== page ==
Results and Discussion

Color fastness characteristics of knitted dyed fabrics

Color fastness is the characteristic of a dye to clutch its color during the dyed or printed textile substance is presented to diverse environmental situations [12]. The evaluation of color fastness toward washing was carried out in the typical approach in terms of the grayscale values for staining of adjacent multi-fiber fabric and change in shade. Nevertheless, rubbing fastness was assessed just color staining selection in both dry and wet conditions. The color fastness ratings of each laboratory specimens are tabularized in the Table 2 sequentially.

Table 2:Color fastness to Rubbing of six no of samples.


The ability to sustain original color of dyed fabrics when rubbing is called rubbing color fastness. Dry experiment of this is indicates the situation of fading and staining of dyed fabric when rubbed with a standard white cloth [13]. Wet rubbing color fastness means the situation of fading and retaining of dyed fabric or garments during rubbed with a standard white cloth which water content is 95% to 105%.

After rolling the Crock meter 10 times with 10N pressure then obtained results by using a greyscale where 1 to 5 numerical value is marked [14].

Direct dye shows poor color fastness but rubbing fastness shows satisfactory level due to its chemical properties. Dye rubbing fastness is good for all specimen, but wet sample is not same for all specimen.

Overall remarks to all sample of color fastness to rubbing in satisfactory level.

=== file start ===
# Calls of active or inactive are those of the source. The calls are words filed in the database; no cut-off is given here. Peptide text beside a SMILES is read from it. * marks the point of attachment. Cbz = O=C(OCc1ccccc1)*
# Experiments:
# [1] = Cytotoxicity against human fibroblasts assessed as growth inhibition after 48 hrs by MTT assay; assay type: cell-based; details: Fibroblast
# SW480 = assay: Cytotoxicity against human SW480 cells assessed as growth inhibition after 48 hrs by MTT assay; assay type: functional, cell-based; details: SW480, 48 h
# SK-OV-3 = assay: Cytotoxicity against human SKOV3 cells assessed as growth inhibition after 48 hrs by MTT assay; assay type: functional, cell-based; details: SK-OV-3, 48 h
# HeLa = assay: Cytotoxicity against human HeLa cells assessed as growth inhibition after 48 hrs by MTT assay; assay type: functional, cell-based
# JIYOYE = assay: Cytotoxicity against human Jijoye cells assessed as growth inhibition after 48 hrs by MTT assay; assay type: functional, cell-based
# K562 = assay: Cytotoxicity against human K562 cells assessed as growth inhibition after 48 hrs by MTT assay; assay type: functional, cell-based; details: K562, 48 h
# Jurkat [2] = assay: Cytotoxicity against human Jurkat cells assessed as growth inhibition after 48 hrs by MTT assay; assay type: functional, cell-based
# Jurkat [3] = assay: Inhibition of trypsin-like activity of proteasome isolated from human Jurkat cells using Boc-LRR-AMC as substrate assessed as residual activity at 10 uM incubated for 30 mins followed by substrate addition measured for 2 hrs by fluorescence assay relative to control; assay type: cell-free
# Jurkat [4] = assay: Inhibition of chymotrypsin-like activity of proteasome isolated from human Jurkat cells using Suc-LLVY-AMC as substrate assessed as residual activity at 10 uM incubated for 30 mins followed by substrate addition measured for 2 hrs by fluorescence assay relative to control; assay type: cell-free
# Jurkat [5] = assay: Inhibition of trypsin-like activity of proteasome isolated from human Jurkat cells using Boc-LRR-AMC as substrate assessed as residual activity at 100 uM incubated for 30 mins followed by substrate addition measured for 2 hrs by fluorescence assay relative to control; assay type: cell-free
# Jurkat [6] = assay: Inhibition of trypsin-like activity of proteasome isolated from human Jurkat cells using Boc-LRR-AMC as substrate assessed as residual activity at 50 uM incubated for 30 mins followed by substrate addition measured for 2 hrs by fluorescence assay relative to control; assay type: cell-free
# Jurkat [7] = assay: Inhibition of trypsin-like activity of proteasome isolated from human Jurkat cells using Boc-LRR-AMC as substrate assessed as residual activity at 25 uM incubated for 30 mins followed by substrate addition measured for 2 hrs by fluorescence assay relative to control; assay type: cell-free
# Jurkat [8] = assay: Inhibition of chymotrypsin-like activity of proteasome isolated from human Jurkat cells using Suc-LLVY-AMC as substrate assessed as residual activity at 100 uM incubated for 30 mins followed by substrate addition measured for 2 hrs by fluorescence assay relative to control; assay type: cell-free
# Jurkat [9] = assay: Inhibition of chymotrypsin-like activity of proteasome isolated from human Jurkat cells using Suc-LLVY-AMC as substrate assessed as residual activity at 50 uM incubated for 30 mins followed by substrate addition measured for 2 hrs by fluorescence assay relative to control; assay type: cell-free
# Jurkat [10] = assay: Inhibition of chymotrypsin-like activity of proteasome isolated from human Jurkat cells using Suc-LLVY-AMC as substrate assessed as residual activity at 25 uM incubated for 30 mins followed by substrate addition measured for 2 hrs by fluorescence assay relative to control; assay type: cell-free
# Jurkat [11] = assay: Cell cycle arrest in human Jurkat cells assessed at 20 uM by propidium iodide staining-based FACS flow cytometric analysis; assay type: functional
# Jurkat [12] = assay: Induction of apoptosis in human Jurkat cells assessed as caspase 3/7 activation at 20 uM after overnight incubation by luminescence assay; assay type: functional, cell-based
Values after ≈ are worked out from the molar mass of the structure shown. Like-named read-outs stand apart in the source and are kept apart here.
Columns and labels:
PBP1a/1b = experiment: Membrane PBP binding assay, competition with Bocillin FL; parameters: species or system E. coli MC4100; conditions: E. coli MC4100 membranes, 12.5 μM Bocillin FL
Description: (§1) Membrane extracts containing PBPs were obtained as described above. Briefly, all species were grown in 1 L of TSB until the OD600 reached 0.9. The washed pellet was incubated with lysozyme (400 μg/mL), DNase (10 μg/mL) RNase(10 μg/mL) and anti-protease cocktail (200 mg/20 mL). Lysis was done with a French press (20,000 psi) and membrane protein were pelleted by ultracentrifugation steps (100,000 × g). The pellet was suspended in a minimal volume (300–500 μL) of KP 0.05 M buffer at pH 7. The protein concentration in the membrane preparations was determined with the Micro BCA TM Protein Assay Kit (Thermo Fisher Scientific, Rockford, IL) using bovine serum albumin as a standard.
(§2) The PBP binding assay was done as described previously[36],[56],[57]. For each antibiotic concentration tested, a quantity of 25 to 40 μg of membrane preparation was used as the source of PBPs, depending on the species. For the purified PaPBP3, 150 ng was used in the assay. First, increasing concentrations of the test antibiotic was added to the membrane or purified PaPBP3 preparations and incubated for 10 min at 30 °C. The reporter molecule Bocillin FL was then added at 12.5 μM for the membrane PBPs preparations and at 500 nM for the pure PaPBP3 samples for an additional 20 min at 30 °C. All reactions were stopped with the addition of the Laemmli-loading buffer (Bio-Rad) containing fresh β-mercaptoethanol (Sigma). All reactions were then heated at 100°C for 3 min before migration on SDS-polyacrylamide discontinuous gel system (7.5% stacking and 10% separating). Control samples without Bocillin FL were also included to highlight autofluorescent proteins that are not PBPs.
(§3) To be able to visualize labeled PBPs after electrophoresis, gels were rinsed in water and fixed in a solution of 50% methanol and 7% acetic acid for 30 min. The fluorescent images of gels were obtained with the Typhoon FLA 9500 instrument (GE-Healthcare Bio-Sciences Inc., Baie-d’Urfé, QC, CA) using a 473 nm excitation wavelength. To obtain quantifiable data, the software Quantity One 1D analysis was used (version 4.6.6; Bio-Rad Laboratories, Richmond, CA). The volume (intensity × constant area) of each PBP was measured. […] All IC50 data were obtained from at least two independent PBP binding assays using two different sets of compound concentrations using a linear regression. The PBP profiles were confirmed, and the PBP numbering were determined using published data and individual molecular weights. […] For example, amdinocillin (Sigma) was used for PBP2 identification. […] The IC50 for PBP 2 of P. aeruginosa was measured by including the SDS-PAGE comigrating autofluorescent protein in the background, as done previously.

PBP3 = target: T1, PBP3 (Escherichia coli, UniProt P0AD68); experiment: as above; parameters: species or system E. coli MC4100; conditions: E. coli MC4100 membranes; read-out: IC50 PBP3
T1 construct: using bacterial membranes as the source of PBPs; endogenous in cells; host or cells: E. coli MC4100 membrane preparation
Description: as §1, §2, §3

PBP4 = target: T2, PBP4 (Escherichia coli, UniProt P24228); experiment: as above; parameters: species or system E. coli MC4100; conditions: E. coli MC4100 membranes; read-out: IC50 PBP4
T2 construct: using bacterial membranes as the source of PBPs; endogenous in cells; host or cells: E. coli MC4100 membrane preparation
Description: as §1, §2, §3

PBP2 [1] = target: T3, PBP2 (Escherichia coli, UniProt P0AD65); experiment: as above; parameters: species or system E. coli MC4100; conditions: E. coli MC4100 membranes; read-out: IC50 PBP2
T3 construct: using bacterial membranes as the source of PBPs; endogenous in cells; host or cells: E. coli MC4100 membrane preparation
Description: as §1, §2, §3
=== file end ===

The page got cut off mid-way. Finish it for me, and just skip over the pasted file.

Color fastness to wash characteristics of knitted dyed fabrics

Table 3.

Table 3:Color fastness to wash results of all specimen.


Investigation of color strength

The color strength or depth of shade of cotton and cotton viscose knit fabric samples with changing salt, soda ash, Materials: Liquor was investigated by K/S value which numerically represents the essence of the coloring substance cover as well as a simple technique to circumscribe a color as a concentration due to the light-absorbing and scattering [15] (Figure 3).

M:L (less) > standard>without salt &M:L (less) >without salt Standard cotton+ Viscose < cotton + viscose without the salt.

Figure 2 indicates that when M:L is decreased then dye uptake is increased When M:L decreased then dye concentration in dye bath is increased as a result fibers get more opportunity to create bond with direct dye .In additions, salt(Na2CO3 ) functionate to neutralize fiber surface as a result dye attached significantly in fiber surface. As a result, absence of salt shows significantly less absorption.


Also, Cotton’s degree of polymerization is 5000 and viscose’s only 175. As a result, viscose knit fabrics absorption is lower than cotton. Beside this, In the case of cotton viscose blend standard sample result obtain good color strength but parallel sample is unexpectedly high due to material preparations error. Overall, Absence of salt, soda ash decrease absorption and decrease of M:L increase absorption or dye uptakes.